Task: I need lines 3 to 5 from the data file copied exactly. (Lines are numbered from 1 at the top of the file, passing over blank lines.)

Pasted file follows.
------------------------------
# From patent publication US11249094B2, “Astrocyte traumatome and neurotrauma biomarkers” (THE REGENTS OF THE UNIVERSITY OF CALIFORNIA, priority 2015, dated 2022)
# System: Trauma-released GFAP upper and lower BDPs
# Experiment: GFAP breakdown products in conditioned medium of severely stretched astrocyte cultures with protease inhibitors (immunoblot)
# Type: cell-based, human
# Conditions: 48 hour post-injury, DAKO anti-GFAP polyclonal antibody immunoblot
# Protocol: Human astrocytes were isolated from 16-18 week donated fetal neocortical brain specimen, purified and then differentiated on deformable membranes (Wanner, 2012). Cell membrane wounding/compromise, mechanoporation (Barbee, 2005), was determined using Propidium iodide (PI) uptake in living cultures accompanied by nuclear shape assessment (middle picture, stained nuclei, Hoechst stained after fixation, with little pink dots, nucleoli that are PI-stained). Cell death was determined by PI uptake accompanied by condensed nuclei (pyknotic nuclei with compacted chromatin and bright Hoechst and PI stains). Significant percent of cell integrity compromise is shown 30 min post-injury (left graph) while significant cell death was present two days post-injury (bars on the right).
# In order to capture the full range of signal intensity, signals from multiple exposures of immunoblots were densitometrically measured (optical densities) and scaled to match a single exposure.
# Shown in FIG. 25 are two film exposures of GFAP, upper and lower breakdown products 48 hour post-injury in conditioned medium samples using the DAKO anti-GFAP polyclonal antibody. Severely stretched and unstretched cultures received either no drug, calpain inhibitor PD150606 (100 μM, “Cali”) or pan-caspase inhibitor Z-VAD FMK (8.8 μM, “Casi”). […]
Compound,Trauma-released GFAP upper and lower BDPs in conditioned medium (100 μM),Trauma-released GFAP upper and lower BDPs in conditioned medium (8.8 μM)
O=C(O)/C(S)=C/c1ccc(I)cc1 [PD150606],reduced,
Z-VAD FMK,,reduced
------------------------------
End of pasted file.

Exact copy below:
# Experiment: GFAP breakdown products in conditioned medium of severely stretched astrocyte cultures with protease inhibitors (immunoblot)
# Type: cell-based, human
# Conditions: 48 hour post-injury, DAKO anti-GFAP polyclonal antibody immunoblot